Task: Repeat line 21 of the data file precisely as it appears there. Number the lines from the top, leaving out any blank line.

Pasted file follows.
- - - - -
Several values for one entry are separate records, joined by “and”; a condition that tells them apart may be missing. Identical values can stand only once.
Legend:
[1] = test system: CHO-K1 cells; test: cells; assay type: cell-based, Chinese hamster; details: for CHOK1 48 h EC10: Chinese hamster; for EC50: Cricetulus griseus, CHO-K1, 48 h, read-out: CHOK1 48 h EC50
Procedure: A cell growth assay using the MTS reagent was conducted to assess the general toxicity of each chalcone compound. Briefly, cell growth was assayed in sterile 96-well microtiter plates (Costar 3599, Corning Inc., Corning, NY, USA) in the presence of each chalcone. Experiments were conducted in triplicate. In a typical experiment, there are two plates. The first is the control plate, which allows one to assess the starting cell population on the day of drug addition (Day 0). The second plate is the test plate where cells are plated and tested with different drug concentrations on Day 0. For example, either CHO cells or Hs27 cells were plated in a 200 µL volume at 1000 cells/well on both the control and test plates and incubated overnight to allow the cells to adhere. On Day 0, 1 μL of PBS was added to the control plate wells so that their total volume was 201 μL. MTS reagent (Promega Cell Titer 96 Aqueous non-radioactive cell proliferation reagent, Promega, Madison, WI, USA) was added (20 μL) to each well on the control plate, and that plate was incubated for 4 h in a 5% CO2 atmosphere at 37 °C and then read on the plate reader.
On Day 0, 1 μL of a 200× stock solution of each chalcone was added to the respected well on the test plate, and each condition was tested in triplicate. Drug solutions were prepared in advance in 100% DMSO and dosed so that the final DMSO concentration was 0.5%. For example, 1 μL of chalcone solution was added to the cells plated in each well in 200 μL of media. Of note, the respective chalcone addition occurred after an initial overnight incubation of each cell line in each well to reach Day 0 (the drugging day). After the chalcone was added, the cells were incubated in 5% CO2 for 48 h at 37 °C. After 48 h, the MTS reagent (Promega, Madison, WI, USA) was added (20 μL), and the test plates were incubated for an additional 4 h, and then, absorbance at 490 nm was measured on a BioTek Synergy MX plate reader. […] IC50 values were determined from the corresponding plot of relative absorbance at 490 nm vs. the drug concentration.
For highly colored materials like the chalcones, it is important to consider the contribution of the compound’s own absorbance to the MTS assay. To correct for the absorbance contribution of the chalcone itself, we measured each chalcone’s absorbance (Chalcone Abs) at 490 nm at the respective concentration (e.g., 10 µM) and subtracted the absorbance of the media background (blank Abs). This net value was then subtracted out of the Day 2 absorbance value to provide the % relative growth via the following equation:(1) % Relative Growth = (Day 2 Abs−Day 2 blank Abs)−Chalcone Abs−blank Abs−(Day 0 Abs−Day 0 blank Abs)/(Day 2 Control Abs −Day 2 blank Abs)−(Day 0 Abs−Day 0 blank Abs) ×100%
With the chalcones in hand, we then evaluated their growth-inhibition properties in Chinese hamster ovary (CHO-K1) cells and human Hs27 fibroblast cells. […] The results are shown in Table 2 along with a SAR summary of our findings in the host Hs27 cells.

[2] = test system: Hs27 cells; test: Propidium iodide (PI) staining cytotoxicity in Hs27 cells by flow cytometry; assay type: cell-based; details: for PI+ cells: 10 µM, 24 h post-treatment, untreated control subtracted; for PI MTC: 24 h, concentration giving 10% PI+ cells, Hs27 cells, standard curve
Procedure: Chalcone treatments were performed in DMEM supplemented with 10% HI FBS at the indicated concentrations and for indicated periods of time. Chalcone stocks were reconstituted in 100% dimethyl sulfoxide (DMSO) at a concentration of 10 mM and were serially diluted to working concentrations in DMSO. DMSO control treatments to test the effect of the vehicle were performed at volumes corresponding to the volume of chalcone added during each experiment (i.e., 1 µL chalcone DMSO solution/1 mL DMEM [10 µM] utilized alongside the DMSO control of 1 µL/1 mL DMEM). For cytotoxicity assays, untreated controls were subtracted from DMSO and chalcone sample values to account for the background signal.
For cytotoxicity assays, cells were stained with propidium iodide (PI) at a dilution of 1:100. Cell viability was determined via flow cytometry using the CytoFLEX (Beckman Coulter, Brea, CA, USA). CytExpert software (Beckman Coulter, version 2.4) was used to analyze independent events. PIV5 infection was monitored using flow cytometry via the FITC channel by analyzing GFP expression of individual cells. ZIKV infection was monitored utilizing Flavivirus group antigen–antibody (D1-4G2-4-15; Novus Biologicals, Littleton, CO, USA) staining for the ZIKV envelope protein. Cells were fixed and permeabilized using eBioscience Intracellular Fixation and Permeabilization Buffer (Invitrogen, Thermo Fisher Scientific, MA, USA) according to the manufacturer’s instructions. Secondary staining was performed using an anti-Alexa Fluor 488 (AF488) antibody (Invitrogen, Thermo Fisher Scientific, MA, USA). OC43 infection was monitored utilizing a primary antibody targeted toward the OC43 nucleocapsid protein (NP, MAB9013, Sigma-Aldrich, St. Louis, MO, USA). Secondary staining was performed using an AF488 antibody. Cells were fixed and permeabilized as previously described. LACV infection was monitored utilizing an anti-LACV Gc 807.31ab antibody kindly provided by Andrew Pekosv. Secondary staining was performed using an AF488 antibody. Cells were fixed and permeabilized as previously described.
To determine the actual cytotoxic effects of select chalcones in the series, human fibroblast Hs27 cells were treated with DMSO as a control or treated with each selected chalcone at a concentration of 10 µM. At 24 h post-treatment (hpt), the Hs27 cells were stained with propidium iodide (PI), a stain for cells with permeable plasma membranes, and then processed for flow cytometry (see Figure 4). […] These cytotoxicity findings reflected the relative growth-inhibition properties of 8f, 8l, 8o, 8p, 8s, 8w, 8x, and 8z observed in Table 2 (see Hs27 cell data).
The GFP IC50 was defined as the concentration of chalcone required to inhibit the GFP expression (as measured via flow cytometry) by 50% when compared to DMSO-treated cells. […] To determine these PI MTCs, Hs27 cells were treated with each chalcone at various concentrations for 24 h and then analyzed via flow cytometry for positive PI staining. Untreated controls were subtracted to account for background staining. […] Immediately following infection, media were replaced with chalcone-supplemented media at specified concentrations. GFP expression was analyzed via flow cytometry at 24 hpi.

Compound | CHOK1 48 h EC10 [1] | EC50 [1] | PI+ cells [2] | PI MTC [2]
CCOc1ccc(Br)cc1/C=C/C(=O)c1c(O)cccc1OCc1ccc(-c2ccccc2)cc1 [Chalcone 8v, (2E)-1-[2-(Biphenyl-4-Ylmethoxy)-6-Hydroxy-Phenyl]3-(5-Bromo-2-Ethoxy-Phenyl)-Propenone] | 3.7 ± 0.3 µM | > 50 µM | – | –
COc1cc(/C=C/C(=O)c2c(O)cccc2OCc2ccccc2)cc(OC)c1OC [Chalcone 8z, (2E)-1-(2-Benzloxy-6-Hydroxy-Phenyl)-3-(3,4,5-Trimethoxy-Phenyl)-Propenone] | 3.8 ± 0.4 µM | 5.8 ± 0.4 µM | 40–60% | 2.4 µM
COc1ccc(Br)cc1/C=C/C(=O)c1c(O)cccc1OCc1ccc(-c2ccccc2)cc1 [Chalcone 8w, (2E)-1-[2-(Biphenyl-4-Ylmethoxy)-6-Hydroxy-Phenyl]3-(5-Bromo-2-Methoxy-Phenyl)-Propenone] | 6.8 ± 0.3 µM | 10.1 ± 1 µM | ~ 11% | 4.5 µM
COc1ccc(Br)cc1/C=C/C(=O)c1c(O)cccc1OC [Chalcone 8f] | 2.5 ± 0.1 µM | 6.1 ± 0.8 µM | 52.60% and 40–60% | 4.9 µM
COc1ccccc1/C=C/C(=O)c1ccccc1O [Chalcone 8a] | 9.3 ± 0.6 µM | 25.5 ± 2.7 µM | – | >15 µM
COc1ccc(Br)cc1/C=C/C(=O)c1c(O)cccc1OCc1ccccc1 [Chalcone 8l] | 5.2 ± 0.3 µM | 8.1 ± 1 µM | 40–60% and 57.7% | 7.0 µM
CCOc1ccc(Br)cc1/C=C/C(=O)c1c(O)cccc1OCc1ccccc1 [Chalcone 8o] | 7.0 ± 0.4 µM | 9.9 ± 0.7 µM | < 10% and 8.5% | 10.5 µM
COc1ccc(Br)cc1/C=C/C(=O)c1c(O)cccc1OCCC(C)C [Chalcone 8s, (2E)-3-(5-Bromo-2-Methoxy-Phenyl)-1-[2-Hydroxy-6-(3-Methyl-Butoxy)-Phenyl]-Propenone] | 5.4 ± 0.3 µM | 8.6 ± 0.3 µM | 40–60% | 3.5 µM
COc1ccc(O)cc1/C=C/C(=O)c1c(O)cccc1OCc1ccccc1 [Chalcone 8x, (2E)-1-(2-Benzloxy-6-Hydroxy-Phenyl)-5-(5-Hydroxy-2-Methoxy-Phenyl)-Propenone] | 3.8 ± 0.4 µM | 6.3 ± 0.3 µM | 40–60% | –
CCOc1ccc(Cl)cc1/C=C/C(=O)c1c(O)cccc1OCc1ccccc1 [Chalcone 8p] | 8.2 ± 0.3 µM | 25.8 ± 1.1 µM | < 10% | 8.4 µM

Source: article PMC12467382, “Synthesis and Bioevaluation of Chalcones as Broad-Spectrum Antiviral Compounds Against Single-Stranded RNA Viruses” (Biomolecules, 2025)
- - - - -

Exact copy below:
COc1ccc(Br)cc1/C=C/C(=O)c1c(O)cccc1OCCC(C)C [Chalcone 8s, (2E)-3-(5-Bromo-2-Methoxy-Phenyl)-1-[2-Hydroxy-6-(3-Methyl-Butoxy)-Phenyl]-Propenone] | 5.4 ± 0.3 µM | 8.6 ± 0.3 µM | 40–60% | 3.5 µM